As the banking royal commission enters its final months having claimed several scalps among the corporate elite, the aged care sector is preparing for a reputational battering of a similar order.
As the banking royal commission enters its final months having claimed several scalps among the corporate elite, the aged care sector is preparing for a reputational battering of a similar order. Contributed

Lifestyles of the well-paid aged care bosses

THE bosses of the biggest six aged care companies pocket seven-figure salaries and churn through $2.17 billion in taxpayer funds a year.

Now they are scrambling to prepare answers as the blowtorch of a royal commission is turned on an industry littered with cases of shameful neglect and abuse.

As the banking royal commission enters its final months having claimed several scalps among the corporate elite, the aged care sector is preparing for a reputational battering of a similar order.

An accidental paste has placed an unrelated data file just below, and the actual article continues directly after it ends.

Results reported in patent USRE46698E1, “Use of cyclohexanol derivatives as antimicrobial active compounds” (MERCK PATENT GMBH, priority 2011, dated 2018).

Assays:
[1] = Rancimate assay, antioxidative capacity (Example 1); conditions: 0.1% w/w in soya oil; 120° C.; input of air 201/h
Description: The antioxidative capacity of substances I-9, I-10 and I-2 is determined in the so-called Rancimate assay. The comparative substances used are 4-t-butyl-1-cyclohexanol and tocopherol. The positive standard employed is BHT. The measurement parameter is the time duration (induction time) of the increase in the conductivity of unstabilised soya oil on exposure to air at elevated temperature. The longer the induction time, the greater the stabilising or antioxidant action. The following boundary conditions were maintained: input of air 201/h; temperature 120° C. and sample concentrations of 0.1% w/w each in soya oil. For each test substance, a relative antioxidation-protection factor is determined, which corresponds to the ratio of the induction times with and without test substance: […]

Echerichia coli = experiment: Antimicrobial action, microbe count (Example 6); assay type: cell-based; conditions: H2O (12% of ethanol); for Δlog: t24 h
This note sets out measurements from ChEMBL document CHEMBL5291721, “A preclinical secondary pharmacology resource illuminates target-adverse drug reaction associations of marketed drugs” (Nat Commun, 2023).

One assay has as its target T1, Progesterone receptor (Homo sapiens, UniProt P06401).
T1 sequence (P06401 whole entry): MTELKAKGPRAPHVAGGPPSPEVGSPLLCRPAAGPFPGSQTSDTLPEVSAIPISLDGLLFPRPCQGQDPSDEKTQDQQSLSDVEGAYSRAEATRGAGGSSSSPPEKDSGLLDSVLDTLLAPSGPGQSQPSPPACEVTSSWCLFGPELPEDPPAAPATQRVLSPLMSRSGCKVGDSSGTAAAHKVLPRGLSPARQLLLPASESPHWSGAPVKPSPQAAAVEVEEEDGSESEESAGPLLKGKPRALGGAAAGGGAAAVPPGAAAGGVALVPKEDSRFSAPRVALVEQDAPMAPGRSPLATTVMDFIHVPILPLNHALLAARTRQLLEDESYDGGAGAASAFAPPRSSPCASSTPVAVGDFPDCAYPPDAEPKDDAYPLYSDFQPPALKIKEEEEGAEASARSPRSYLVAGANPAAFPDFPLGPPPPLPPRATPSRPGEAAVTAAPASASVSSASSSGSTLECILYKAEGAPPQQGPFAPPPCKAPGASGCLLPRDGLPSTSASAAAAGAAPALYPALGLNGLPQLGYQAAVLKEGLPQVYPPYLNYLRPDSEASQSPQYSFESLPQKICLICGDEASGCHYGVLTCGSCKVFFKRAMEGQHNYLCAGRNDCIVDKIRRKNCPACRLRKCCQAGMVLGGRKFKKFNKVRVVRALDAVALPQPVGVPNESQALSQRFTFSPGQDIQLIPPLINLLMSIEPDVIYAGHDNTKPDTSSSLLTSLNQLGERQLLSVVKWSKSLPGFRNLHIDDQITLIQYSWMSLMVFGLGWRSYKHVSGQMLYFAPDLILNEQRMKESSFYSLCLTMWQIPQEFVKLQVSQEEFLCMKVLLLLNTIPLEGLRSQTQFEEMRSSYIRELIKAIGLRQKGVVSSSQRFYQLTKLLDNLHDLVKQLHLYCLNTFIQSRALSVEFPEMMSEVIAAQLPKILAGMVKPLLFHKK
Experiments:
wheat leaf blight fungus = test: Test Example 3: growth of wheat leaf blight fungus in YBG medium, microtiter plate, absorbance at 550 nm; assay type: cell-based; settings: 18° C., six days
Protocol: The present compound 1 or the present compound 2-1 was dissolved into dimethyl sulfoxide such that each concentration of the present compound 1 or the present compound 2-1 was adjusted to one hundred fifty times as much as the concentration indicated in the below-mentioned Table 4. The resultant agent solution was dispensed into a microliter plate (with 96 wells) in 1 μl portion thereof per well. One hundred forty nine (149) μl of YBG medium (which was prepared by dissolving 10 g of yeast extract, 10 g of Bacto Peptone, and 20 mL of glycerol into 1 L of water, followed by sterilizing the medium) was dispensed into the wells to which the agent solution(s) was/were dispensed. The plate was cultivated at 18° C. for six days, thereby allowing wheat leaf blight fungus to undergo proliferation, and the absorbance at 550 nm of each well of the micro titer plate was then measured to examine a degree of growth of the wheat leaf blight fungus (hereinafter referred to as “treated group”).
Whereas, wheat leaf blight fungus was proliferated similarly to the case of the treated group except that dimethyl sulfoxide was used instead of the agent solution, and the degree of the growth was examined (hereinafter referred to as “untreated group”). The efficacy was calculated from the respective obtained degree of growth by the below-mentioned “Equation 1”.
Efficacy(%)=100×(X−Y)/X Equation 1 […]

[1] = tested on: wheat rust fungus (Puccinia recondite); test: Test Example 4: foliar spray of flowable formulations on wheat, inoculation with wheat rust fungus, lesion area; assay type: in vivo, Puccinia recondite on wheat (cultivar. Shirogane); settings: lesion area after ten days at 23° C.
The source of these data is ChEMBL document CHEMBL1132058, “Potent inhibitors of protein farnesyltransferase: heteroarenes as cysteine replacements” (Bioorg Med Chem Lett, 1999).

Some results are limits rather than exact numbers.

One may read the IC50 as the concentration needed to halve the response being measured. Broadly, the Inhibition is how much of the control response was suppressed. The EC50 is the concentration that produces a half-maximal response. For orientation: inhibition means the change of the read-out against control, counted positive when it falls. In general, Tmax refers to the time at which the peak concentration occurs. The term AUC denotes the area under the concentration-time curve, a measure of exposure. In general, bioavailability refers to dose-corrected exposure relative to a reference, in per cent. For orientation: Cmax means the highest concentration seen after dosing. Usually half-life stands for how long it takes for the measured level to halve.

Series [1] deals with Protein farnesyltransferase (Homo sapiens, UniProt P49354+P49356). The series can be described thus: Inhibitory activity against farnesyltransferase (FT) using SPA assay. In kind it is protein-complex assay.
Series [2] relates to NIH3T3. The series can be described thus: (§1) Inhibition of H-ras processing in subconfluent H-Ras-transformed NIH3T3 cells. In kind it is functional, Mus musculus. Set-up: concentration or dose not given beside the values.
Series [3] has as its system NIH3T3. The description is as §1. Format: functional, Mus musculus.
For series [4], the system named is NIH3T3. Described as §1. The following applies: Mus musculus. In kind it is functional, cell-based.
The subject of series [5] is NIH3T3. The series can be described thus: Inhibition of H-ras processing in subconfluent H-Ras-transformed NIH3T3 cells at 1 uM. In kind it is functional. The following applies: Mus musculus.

After shocking revelations including that up to seven out of ten elderly people in care are malnourished, Prime Minister Scott Morrison on the weekend pulled the trigger on a royal commission into the sector.

At the same time residents survive on meals reportedly costing $6 a day, the six big for-profit companies running nursing homes in Australia took 70 per cent of their total revenue in the form of subsidies and grants from government coffers.

From total revenue of a whopping $3 billion, the big six made a comparatively small combined $210 million profit and at least one of them - Allity - paid no tax last year, a report by the Tax Justice Network found this year.

Allity did however make a profit - $20 million - for its private equity owner Archer Capital which has foreign pension fund investors.

Tax Justice report found "companies providing social services, and benefiting from government funding, are also using complex tax avoidance schemes".

UK headquartered BUPA is Australia's largest for-profit aged care provider and earned $663 million in 2017 - $468 million courtesy the taxpayer - to make a profit of $22 million.